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Taps cease at Pahrump winery

Updated July 25, 2020 - 9:27 am

Typically the patron is left with having to settle the check before they leave a restaurant or a bar. But on this round, the bartender was the one left needing to settle the tab—with the tab being left open for roughly a year; and it still hasn’t been settled.

That was the dilemma with the recent suspension of the Pahrump Valley Winery’s liquor license in Nye County. The Pahrump business, a well-known, and well-traveled, spot for tourists and locals has squeezed its taps shut after the county said it would no longer hold its line of credit if it didn’t pay up—not necessarily with dollars, but the necessary paperwork the county asked for to approve the new owner’s liquor license in 2019. At that time, just over a year ago, Nye County requested documentation from John Hobbs, who is listed as the owner/applicant of the establishment that some consider an icon of the region.

Kathy Trout, listed as the secretary and the treasurer of Nevada Wine Cellars Inc., which does business as Pahrump Valley Winery, said that that winery was sold via a stock transfer during a July 7 meeting with the Nye County Board of Commissioners, sitting as the Nye County Licensing and Liquor Board. Sheriff Sharon Wehrly is also a member of the liquor board and was on the phone during that meeting.

Trout used the stock transfer to defend the winery’s position on its license status—taking the position that the winery had a license at the July 7 meeting.

Nye County Commissioner Leo Blundo interjected and said that liquor licenses go with the individual applicants and not the business to which they are attached. These licenses are not transferable, according to Blundo.

For roughly a year now, the Pahrump Valley Winery has operated on a conditional license, according to information at the July 7 meeting. At that meeting, Trout was told that the winery had until 5 p.m. that day to turn in paperwork and payment, or its license would be suspended. The board voted in favor of that action.

However, another meeting of three members of the liquor board and the winery was held later that day on July 7, where the winery was given until 5 p.m. on July 13 to turn in the required paperwork. According to agenda information, “Chair Debra Strickland decided to allow the applicant more time to submit the documents, thus extending the deadline to Monday, July 13, 2020, at 5 p.m.”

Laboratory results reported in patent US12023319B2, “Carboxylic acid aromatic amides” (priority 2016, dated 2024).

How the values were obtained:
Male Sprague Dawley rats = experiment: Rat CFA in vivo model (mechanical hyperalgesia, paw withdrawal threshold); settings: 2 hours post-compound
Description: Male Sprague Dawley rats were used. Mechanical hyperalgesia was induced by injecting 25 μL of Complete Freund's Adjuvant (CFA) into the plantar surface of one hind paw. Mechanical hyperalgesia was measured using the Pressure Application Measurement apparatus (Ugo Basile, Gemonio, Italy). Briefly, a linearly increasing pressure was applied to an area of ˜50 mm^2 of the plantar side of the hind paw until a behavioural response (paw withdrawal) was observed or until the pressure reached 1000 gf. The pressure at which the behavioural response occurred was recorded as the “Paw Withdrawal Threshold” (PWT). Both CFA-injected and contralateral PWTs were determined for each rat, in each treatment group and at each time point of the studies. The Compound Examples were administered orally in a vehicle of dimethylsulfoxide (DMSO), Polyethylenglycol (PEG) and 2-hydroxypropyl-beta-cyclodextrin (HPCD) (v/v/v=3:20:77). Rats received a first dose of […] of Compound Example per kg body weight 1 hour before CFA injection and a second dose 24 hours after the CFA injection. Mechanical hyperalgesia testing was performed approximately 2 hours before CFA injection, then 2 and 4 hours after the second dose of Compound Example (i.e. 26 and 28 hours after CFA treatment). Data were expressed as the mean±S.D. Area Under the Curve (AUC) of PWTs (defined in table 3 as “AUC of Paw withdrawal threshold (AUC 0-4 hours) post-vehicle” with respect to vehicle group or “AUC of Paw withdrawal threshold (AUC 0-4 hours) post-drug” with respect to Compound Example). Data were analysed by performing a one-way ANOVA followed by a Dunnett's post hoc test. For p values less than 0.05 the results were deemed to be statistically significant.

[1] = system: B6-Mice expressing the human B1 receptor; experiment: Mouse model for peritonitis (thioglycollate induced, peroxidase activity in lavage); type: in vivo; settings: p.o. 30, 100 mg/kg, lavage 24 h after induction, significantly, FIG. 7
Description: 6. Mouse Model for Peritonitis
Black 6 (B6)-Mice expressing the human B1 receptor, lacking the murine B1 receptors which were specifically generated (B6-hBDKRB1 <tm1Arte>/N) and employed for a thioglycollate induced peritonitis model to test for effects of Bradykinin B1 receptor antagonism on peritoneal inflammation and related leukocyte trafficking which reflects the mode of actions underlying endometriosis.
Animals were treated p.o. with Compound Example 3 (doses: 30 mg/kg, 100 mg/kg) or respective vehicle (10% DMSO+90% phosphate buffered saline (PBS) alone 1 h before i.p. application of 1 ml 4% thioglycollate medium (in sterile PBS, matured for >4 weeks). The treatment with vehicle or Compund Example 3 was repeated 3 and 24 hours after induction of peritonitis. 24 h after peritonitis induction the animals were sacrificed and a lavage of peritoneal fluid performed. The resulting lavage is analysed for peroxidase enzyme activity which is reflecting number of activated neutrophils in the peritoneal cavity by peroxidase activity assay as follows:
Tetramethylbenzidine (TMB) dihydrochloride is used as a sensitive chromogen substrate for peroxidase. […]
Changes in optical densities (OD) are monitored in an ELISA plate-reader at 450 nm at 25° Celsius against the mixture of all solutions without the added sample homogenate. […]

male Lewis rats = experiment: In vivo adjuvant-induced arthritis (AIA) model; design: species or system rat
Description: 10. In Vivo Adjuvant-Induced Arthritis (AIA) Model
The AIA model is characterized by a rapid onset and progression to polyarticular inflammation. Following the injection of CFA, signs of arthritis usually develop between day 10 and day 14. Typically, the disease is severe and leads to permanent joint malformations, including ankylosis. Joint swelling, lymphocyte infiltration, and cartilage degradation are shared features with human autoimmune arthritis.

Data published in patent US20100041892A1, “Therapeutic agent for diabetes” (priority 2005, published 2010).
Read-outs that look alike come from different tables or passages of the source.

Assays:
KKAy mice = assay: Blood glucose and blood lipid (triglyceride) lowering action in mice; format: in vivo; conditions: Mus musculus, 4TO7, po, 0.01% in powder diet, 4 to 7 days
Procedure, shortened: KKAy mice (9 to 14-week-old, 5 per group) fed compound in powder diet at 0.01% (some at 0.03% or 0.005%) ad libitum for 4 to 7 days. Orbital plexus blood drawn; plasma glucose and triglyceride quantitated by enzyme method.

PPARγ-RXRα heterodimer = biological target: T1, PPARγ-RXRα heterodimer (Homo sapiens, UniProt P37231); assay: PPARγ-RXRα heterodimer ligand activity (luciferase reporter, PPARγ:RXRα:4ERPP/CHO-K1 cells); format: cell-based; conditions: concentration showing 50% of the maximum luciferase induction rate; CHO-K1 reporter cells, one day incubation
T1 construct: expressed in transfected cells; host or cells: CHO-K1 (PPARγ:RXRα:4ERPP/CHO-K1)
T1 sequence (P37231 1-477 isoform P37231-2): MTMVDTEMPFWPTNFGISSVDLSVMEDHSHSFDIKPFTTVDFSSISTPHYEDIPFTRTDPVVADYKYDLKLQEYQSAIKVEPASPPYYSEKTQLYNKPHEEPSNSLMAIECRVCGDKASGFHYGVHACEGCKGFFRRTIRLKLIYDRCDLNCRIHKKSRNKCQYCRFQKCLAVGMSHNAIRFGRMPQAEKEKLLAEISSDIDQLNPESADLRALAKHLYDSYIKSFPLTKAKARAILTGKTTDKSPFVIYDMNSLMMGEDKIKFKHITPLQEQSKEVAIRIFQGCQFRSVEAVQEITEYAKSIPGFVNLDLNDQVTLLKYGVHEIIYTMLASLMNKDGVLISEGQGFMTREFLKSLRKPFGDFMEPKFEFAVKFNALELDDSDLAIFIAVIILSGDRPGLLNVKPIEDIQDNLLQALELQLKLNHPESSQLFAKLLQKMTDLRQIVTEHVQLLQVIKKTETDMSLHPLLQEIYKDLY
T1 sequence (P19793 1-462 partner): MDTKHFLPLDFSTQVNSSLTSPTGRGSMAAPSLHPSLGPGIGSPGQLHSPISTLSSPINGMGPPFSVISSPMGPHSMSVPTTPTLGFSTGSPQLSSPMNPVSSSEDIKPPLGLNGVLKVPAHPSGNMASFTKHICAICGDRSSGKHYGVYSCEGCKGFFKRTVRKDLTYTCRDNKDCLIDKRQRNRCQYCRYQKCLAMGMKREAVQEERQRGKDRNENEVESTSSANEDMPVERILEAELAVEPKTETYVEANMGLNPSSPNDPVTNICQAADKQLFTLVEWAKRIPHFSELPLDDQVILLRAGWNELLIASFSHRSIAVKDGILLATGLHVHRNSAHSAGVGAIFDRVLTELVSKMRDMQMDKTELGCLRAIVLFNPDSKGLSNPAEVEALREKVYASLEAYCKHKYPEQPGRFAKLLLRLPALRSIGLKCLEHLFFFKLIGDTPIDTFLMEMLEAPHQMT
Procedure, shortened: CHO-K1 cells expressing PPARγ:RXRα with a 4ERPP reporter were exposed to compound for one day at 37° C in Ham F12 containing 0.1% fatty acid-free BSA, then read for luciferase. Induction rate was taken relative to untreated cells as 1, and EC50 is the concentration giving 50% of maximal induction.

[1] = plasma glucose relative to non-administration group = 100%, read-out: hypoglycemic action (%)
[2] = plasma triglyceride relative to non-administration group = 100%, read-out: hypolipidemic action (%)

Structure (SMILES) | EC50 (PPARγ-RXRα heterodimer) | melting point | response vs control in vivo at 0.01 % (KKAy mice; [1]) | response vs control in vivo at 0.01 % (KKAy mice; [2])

That meeting was ratified via a vote during the July 21 meeting of the liquor board, though the sheriff was not in attendance at that meeting.

The July 21 meeting addressed the potential liability for violation of open meeting laws.

“In that meeting, a potential OML violation had occurred, and we’re ratifying, we’re fixing that issue,” said Nye County Commissioner Leo Blundo at the July 21 meeting.

“That’s the only issue we’re fixing,” Strickland said.

“Procedurally, we should have done this a little bit different, and it just opens us up to a little bit of liability,” Blundo said.

Former Nye County Commissioner Dan Schinhofen was consulted for his opinion on this matter.

“I am not sure if it was arrogance or ignorance, but commissioner Strickland over-stepped her authority by overriding a board decision, and by holding a meeting that was not noticed to the public,” Schinhofen said via email.

The licensing item will be taken up again on Tuesday by the liquor board, where the winery’s license could potentially be revoked.

Winery history

The prior owners, Bill and Gretchen Loken, announced the sale of the winery in early 2019 on Facebook.

The Lokens bought the winery in 2003 from then-owner Jack Sanders, who owns and operates the Sanders Family Winery at 3780 E. Kellogg Road. Sanders opened his winery on Kellogg Road shortly after the sale of his holding on Winery Road.

The Lokens are from Arizona, where Bill was in the real estate industry and Gretchen worked as a schoolteacher.

In a June 2017 report in the Pahrump Valley Times, Bill Loken was noted saying that the property was in rough shape when the couple bought it in the early 2000s.

“The couple had to do a complete overhaul, gutting the entire building,” the report stated. “The tasting room was added onto, along with adding new wine-making equipment.”

The property had gone through multiple upgrades over the years, according to the report in the Times.

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